The Health Promotion Office of University Health Services - Mānoa is hosting the American Cancer Society’s “Great American Smokeout” health fair this year. The Great American Smokeout will be held on Thursday, November 18 from 10:30 a.m. to 1:30 p.m. at UH Mānoa Campus Center.
The American Cancer Society marks the 35th Great American Smokeout on November 18 by encouraging smokers to use the date to make a plan to quit, or to plan in advance and quit smoking that day. By doing so, smokers will be taking an important step towards a healthier life.
The Great American Smoke out provides an atmosphere for sharing and learning about alternatives to smoking through healthy lifestyle choices and showcases the various services and resources available on the Mānoa campus and within the community. Community and campus organizations will be volunteering to help educate students about the effects of tobacco through interactive games and displays.
This year’s participants include: the Quitline, Coalition for a Tobacco-Free Hawaiʻi, UH Mānoa School of Dental Hygiene, the American Cancer Society, and the UH Leisure Center. In addition, the Hawai‘i Bone Marrow Donor Registry will also be on-hand to sign up new volunteers for the national registry. This year’s theme is Clean `Aina, Clean Air. There will be free slushies, an iPod nano giveaway and other prizes, and lots of healthy alternatives to smoking.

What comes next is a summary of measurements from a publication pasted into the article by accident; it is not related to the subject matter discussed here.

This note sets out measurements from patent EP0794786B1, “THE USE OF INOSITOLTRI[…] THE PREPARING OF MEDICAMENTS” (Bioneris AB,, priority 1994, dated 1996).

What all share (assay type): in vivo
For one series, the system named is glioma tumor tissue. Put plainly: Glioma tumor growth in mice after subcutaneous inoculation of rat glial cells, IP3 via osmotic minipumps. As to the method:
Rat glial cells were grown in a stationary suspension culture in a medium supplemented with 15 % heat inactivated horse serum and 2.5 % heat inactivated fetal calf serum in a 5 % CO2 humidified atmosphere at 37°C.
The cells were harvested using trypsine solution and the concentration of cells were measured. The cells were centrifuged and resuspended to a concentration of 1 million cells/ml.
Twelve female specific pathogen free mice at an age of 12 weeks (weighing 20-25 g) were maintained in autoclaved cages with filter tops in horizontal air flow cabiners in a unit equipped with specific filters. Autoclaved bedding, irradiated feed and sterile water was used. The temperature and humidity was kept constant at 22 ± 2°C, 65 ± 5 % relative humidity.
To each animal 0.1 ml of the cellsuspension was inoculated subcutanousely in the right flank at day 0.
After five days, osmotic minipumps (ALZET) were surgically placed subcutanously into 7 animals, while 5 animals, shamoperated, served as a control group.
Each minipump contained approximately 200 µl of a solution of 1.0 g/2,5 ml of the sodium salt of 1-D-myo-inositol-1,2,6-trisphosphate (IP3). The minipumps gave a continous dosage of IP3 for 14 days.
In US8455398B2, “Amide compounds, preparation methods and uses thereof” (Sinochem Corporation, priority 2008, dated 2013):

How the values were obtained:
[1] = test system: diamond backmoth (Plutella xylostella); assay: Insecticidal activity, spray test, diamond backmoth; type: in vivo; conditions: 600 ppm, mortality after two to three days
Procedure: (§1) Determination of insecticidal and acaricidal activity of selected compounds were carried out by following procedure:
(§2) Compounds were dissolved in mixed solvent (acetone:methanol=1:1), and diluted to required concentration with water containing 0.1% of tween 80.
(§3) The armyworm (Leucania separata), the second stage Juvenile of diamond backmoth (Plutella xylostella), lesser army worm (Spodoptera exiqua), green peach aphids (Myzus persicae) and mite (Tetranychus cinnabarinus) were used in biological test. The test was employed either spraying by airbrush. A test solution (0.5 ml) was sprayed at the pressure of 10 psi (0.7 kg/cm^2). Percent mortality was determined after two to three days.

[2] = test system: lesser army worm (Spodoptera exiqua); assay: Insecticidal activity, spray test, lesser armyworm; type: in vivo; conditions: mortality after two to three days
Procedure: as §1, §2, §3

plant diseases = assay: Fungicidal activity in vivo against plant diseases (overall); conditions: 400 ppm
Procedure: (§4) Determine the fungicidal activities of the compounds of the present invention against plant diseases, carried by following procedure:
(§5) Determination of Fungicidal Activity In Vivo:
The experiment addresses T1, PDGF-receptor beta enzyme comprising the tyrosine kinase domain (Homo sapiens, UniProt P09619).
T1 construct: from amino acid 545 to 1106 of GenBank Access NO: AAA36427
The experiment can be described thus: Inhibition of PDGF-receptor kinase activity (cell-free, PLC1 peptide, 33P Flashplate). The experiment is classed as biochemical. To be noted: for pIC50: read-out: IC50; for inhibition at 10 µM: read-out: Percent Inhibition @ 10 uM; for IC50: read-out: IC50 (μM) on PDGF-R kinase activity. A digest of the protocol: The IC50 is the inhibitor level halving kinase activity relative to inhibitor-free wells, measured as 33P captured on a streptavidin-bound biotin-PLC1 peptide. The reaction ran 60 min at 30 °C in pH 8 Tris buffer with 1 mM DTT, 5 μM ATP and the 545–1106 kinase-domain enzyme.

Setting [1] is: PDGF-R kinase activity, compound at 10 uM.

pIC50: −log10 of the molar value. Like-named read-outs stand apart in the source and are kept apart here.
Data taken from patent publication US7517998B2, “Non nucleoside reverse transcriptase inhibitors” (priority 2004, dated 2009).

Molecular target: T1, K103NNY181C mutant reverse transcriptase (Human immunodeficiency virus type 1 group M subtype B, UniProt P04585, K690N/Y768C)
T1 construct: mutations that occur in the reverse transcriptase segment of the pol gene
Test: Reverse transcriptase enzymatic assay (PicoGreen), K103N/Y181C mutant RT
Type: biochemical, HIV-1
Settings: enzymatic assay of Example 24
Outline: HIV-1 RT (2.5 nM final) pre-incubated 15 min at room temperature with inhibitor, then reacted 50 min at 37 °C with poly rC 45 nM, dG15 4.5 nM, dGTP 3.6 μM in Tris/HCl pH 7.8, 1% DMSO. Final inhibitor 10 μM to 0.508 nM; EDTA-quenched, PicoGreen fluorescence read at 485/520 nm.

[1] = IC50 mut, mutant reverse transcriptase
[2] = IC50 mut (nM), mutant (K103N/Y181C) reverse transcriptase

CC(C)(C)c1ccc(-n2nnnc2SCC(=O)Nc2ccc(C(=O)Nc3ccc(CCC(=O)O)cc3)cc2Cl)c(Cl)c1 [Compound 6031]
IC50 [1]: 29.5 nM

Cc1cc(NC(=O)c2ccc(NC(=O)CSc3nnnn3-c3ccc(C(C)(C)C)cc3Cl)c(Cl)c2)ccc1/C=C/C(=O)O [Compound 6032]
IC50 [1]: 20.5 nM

Tobacco use remains the single largest preventable cause of disease and premature death in the United States. Smoking accounts for $193 billion in health care expenditures and productivity losses, and claims more lives than car crashes, homicides, suicides, fires, AIDS and alcohol and other drug use combined. According to the American Cancer Society, many college age students have smoked for years because they started as teenagers. The Centers for Disease Control and Prevention (CDC) reports that each day about 4,000 persons under the age of 18 try their first cigarette and more than 1,140 persons in this age group become daily smokers. Additionally, secondhand smoke is the third leading cause of preventable death in the country.
For more information, please contact Lisa Kehl or Kristen Scholly at 956-8060.